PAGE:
Blue Ridge Mountains near Luray, VA

Just 75 miles from the bustle of Washington, D.C., Shenandoah National Park is your escape to recreation and re-creation. Cascading waterfalls, spectacular vistas, quiet wooded hollows—take a hike, meander along Skyline Drive, or picnic with the family. 200,000 acres of protected lands are haven to deer, songbirds, the night sky…and you. Plan a Shenandoah escape today!

Star-Spangled Banner National Historic Trail

DC, MD, VA; 2400 E Fort Ave, Baltimore, MD 21230

For three years the young United States was embroiled in the War of 1812 and the Chesapeake Bay region felt the brunt of it, choked by shipping blockades and ravaged by enemy raids. Through sites and landscapes in Virginia, the District of Columbia, and throughout Maryland, the Trail tells the stories of the events, people, and places that led to the birth of our National Anthem.

Washington-Rochambeau National Historic Trail

MA, RI, CT, NY, NJ, PA, DE, MD, VA, DC; various locations. One is the Yorktown Battlefield or Prince William Forest Park

In 1781, General Rochambeau’s French Army joined forces with General Washington’s Continental Army to fight the British Army in Yorktown, Virginia. With the French Navy in support, the allied armies moved hundreds of miles to become the largest troop movement of the American Revolution. The effort and cooperation between the two sides led to a victory at Yorktown and secured American independence.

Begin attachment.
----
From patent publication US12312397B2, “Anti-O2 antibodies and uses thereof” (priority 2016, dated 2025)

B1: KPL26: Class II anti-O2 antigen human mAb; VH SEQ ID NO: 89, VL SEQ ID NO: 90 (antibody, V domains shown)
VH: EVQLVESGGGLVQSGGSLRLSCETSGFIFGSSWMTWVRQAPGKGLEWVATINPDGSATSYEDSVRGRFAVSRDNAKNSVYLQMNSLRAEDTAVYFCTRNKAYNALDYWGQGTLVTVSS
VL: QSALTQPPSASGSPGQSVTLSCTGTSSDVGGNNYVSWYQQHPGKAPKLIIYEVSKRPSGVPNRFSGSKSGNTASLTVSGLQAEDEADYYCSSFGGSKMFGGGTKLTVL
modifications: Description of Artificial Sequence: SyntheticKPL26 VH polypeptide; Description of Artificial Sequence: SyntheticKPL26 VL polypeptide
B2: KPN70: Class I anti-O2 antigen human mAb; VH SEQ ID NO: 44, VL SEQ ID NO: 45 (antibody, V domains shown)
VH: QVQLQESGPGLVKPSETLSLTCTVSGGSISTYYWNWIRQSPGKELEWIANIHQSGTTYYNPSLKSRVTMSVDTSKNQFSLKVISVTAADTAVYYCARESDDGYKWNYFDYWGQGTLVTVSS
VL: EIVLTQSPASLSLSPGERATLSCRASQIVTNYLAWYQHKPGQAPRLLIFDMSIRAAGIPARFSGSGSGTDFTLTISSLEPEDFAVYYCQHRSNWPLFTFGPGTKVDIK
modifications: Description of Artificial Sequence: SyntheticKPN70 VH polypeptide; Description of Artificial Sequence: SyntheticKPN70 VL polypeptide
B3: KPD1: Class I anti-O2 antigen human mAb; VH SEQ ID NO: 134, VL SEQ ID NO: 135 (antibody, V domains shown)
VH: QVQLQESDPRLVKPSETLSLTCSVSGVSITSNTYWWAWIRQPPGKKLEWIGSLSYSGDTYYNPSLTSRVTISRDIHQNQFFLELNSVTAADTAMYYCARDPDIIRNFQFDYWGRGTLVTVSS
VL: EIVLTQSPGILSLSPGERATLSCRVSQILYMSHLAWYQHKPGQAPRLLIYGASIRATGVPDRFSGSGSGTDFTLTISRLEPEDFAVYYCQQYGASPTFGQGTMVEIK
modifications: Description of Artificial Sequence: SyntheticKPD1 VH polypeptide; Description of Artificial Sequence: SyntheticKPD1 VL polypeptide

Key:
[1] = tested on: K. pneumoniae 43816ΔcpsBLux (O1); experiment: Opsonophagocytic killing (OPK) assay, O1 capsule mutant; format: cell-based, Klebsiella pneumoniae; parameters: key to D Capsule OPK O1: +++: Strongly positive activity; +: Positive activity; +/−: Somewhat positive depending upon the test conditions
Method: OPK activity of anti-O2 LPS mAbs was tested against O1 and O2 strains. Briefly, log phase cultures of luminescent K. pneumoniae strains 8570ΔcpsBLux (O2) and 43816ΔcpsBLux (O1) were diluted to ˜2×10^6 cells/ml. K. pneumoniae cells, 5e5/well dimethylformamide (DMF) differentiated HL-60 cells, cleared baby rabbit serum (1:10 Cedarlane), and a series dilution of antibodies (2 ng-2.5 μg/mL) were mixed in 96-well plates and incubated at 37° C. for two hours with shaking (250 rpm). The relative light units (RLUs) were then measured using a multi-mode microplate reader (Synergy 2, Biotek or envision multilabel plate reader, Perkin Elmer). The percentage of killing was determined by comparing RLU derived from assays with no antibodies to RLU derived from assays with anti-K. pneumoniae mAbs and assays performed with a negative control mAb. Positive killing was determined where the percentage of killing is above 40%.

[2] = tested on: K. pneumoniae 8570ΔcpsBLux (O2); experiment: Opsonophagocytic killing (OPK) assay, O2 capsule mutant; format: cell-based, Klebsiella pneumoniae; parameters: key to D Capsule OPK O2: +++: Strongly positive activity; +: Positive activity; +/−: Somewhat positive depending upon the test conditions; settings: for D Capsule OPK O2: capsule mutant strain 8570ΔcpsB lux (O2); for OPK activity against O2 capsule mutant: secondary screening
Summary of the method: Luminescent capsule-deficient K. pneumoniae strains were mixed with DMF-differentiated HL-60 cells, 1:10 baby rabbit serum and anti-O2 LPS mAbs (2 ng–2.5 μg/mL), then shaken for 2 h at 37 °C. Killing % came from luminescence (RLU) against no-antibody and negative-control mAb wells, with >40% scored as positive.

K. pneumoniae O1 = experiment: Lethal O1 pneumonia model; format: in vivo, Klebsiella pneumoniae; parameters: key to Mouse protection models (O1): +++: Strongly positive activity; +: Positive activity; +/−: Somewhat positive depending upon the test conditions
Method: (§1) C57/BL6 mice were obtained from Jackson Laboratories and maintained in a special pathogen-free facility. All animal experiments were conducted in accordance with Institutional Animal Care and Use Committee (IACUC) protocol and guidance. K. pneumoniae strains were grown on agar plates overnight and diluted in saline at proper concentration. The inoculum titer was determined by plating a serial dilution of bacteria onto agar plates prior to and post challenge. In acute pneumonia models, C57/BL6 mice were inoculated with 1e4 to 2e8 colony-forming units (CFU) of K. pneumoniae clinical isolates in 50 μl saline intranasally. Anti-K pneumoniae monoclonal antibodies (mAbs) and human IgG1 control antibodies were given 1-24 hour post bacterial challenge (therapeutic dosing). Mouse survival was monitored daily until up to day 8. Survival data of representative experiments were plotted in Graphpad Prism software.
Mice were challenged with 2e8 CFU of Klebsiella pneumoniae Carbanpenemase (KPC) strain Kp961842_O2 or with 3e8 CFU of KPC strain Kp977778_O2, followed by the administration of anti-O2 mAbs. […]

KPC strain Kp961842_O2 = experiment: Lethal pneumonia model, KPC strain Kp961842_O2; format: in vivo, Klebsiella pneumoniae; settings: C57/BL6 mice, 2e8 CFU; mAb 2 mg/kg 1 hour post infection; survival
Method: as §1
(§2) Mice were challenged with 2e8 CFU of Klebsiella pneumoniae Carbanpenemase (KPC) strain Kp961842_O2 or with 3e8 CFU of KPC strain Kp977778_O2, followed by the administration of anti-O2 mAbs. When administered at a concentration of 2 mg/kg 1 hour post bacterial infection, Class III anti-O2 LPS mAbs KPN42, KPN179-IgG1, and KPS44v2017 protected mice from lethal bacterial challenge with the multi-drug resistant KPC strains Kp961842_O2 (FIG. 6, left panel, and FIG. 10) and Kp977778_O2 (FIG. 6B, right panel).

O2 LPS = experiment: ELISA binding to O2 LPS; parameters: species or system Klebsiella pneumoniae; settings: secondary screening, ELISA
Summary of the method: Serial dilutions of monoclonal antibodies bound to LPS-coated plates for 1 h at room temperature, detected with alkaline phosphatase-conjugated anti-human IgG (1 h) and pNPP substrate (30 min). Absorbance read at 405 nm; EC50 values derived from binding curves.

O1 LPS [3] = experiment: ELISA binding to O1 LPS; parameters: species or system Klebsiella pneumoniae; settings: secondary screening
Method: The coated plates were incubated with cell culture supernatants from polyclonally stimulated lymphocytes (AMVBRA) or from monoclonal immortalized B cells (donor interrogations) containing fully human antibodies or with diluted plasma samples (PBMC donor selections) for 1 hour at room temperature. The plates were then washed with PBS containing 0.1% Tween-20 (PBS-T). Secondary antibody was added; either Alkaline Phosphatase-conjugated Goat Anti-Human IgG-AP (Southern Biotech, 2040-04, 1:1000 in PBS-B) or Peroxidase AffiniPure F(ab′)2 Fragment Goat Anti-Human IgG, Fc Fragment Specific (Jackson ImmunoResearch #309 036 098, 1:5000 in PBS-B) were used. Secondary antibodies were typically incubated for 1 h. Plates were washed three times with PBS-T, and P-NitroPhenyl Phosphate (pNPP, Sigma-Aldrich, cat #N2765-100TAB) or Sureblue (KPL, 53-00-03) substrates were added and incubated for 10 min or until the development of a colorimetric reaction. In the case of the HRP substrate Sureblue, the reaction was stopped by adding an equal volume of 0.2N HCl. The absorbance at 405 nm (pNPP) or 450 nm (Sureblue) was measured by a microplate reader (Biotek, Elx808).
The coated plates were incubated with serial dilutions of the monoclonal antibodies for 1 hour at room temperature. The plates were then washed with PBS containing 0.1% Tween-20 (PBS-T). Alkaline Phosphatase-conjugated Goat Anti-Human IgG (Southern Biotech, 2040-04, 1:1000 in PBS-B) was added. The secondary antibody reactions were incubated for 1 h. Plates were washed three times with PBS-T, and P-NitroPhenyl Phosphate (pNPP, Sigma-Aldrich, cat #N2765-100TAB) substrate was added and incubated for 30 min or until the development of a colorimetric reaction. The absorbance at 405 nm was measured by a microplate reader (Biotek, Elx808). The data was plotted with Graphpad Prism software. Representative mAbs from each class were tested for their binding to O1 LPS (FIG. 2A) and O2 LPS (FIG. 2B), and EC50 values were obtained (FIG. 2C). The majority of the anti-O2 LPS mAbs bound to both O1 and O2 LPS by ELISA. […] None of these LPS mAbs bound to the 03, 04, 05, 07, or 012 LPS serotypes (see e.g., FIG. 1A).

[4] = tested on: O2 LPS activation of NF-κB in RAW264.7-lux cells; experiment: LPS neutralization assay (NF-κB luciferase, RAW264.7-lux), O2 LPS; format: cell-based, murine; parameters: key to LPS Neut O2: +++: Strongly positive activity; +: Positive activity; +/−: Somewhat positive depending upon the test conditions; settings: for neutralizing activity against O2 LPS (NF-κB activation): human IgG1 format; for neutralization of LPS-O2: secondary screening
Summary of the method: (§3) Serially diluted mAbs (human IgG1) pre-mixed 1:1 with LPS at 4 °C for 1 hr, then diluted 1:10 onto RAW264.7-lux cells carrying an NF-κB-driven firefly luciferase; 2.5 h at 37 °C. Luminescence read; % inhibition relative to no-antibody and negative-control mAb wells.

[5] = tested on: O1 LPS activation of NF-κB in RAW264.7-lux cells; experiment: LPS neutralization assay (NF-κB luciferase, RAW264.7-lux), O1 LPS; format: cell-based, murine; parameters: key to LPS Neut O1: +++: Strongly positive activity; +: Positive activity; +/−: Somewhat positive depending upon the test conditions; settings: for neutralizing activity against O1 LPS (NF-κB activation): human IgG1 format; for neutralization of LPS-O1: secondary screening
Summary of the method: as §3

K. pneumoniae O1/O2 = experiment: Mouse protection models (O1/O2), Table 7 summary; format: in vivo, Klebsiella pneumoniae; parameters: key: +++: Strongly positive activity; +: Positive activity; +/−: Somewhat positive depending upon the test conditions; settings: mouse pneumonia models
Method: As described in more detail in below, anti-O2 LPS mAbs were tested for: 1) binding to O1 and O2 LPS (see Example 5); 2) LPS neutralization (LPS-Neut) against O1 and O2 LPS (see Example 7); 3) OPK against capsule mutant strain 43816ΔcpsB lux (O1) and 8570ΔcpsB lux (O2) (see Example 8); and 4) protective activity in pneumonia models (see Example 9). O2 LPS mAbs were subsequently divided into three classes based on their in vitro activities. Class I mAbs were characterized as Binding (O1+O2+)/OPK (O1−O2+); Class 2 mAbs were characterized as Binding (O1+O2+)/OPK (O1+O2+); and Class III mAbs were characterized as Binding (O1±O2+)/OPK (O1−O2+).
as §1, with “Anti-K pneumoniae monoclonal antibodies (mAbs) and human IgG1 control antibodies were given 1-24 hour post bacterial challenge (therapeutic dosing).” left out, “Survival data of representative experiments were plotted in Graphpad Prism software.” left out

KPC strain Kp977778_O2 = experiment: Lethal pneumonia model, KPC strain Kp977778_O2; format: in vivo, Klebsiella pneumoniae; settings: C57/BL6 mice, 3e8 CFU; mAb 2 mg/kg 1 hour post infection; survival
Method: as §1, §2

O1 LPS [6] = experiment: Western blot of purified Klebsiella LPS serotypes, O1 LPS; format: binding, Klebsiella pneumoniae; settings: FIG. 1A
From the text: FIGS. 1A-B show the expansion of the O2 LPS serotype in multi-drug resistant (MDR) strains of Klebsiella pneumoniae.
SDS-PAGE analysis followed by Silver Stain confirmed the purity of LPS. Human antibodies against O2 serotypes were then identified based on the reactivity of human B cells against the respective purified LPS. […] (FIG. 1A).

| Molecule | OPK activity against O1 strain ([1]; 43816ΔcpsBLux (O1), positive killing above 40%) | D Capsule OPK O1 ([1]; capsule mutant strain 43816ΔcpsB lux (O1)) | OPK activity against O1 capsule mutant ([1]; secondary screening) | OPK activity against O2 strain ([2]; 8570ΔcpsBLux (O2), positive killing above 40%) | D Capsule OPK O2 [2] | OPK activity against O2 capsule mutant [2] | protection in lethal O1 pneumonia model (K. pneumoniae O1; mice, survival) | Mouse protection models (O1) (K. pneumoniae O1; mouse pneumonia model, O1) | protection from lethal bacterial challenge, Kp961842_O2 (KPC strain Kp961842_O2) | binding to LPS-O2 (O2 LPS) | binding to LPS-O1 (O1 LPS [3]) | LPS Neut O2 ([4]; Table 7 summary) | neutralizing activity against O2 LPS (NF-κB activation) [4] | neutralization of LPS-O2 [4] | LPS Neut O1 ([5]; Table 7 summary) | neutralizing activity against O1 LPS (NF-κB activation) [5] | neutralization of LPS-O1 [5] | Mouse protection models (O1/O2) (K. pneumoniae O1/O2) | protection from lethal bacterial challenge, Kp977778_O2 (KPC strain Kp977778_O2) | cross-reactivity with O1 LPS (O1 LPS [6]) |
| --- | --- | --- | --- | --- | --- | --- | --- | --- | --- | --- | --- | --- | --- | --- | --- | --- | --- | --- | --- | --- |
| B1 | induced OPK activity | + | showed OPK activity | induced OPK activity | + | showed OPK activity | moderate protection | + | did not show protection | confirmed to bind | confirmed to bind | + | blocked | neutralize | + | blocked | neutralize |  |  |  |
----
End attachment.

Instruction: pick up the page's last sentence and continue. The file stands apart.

Wolf Trap National Park for the Performing Arts

551 Trap Rd, Vienna, VA 22182

No matter what your age or taste in shows, you’ll find something you like onstage at Wolf Trap. From May through September, multiple amphitheaters in the park present performances such as musicals, dance, opera, jazz, and popular and country music. A good time to explore the beauty and history of the park without the crowds is October – April.

Yorktown Battlefield

1000 Colonial Pkwy, Yorktown, VA 23690

Discover what it took for the United States to be independent as you explore the site of the last major battle of the Revolutionary War. Here at Yorktown, in the fall of 1781, General George Washington, with allied American and French forces, besieged General Charles Lord Cornwallis’s British army. On October 19, Cornwallis surrendered, effectively ending the war and ensuring independence.

For more attractions, go to Virginia is For Lovers Travel Site